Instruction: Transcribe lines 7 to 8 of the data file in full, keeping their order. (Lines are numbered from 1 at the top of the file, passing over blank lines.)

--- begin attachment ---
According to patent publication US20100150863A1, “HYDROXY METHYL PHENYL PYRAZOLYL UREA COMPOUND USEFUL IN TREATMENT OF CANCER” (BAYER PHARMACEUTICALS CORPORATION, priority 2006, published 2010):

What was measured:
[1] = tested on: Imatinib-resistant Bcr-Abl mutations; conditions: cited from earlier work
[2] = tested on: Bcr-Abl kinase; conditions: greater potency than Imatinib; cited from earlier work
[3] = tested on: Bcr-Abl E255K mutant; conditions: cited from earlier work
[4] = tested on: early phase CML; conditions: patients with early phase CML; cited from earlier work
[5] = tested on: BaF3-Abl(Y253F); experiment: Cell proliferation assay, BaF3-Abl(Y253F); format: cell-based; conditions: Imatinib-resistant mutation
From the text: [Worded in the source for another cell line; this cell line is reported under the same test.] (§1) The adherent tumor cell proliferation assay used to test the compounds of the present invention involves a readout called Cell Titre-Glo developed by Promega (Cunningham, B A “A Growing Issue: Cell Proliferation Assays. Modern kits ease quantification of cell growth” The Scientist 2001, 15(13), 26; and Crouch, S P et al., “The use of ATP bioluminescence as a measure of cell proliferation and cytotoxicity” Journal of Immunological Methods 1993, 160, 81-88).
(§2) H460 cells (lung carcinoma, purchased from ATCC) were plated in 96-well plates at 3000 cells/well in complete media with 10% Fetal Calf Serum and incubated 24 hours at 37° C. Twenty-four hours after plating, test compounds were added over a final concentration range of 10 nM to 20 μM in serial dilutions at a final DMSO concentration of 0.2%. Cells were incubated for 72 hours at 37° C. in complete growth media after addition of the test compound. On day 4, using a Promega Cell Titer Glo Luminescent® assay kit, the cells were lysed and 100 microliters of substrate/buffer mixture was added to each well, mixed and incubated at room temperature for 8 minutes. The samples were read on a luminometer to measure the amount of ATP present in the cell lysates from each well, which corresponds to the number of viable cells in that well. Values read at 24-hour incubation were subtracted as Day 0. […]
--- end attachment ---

[5] = tested on: BaF3-Abl(Y253F); experiment: Cell proliferation assay, BaF3-Abl(Y253F); format: cell-based; conditions: Imatinib-resistant mutation
From the text: [Worded in the source for another cell line; this cell line is reported under the same test.] (§1) The adherent tumor cell proliferation assay used to test the compounds of the present invention involves a readout called Cell Titre-Glo developed by Promega (Cunningham, B A “A Growing Issue: Cell Proliferation Assays. Modern kits ease quantification of cell growth” The Scientist 2001, 15(13), 26; and Crouch, S P et al., “The use of ATP bioluminescence as a measure of cell proliferation and cytotoxicity” Journal of Immunological Methods 1993, 160, 81-88).